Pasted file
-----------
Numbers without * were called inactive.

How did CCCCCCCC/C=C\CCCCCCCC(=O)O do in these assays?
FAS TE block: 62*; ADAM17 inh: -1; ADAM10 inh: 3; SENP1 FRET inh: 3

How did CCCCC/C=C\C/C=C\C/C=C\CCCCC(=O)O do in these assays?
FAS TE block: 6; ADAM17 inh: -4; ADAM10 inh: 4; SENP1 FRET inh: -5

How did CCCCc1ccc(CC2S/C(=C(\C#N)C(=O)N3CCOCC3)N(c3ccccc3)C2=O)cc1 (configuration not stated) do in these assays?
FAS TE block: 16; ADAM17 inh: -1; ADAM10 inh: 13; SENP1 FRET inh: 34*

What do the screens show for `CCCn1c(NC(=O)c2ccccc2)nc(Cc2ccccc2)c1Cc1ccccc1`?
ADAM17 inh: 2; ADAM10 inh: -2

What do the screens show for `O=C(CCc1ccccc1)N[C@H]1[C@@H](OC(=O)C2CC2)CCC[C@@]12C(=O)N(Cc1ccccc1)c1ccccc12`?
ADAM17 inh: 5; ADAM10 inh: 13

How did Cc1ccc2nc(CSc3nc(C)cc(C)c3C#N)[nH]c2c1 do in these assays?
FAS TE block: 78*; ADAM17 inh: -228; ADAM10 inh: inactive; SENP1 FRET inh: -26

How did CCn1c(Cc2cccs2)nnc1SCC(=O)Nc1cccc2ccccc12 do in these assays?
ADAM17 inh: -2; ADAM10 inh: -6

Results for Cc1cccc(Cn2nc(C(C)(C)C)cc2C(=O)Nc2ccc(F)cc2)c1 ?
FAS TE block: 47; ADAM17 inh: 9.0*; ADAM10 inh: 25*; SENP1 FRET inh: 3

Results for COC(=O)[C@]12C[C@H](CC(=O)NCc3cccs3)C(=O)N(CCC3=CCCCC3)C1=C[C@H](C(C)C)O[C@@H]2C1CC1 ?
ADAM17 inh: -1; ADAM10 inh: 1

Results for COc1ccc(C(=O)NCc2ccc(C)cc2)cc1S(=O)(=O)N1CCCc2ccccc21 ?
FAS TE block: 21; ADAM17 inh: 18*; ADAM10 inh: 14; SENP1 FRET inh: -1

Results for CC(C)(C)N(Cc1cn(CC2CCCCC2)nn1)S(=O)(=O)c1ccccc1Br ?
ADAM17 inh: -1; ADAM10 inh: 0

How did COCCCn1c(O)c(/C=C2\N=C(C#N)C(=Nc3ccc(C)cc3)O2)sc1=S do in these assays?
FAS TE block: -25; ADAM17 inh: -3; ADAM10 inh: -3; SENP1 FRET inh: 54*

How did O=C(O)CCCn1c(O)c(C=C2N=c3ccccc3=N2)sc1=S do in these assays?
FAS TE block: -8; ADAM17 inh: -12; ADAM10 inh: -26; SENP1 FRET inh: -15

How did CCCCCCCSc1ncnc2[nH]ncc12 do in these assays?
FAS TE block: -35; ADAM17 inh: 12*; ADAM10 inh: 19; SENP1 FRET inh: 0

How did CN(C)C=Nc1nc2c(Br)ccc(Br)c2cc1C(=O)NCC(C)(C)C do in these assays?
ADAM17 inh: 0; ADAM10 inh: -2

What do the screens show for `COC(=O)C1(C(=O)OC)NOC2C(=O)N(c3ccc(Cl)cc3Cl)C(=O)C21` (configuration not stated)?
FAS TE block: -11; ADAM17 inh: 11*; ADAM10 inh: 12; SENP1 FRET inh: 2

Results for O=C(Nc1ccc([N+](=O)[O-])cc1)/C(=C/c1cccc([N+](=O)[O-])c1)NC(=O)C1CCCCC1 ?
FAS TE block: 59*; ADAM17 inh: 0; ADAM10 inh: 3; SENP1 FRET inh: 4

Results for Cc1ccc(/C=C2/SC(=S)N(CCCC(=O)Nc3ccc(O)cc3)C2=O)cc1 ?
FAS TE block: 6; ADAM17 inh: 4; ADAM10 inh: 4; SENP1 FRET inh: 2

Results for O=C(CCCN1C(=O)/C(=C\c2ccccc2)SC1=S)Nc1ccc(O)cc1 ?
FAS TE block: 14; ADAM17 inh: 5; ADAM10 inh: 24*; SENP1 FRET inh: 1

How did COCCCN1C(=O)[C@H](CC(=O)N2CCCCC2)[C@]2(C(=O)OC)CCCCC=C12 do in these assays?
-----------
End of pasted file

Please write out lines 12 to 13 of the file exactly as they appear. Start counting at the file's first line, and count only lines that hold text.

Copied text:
How did Cc1ccc2nc(CSc3nc(C)cc(C)c3C#N)[nH]c2c1 do in these assays?
FAS TE block: 78*; ADAM17 inh: -228; ADAM10 inh: inactive; SENP1 FRET inh: -26